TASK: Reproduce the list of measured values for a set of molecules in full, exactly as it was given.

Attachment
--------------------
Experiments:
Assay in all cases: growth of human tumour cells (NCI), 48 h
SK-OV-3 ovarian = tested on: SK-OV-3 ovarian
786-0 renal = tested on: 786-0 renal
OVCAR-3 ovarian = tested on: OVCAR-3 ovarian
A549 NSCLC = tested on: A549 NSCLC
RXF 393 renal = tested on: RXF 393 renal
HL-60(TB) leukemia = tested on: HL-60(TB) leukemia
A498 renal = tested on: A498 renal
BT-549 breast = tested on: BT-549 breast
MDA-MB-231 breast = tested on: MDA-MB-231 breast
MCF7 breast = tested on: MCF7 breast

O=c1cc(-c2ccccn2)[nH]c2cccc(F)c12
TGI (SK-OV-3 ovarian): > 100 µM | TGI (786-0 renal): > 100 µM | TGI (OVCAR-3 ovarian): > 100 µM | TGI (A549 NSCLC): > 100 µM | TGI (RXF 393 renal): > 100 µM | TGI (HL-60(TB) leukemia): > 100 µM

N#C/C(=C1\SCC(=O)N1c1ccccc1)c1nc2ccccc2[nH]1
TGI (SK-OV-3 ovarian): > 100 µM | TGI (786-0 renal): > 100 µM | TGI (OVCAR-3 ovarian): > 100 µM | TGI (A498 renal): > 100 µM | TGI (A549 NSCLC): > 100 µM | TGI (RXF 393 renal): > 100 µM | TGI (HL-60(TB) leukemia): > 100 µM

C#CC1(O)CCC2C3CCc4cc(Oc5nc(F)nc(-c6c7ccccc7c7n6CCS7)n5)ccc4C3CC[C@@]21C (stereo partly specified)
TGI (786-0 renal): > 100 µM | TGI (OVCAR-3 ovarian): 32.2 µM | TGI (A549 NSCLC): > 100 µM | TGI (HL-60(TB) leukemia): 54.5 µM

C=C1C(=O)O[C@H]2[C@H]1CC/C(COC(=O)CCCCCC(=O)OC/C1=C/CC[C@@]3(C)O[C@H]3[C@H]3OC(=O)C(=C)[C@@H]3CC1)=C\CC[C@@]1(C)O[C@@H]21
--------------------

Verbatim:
Experiments:
Assay in all cases: growth of human tumour cells (NCI), 48 h
SK-OV-3 ovarian = tested on: SK-OV-3 ovarian
786-0 renal = tested on: 786-0 renal
OVCAR-3 ovarian = tested on: OVCAR-3 ovarian
A549 NSCLC = tested on: A549 NSCLC
RXF 393 renal = tested on: RXF 393 renal
HL-60(TB) leukemia = tested on: HL-60(TB) leukemia
A498 renal = tested on: A498 renal
BT-549 breast = tested on: BT-549 breast
MDA-MB-231 breast = tested on: MDA-MB-231 breast
MCF7 breast = tested on: MCF7 breast

O=c1cc(-c2ccccn2)[nH]c2cccc(F)c12
TGI (SK-OV-3 ovarian): > 100 µM | TGI (786-0 renal): > 100 µM | TGI (OVCAR-3 ovarian): > 100 µM | TGI (A549 NSCLC): > 100 µM | TGI (RXF 393 renal): > 100 µM | TGI (HL-60(TB) leukemia): > 100 µM

N#C/C(=C1\SCC(=O)N1c1ccccc1)c1nc2ccccc2[nH]1
TGI (SK-OV-3 ovarian): > 100 µM | TGI (786-0 renal): > 100 µM | TGI (OVCAR-3 ovarian): > 100 µM | TGI (A498 renal): > 100 µM | TGI (A549 NSCLC): > 100 µM | TGI (RXF 393 renal): > 100 µM | TGI (HL-60(TB) leukemia): > 100 µM

C#CC1(O)CCC2C3CCc4cc(Oc5nc(F)nc(-c6c7ccccc7c7n6CCS7)n5)ccc4C3CC[C@@]21C (stereo partly specified)
TGI (786-0 renal): > 100 µM | TGI (OVCAR-3 ovarian): 32.2 µM | TGI (A549 NSCLC): > 100 µM | TGI (HL-60(TB) leukemia): 54.5 µM

C=C1C(=O)O[C@H]2[C@H]1CC/C(COC(=O)CCCCCC(=O)OC/C1=C/CC[C@@]3(C)O[C@H]3[C@H]3OC(=O)C(=C)[C@@H]3CC1)=C\CC[C@@]1(C)O[C@@H]21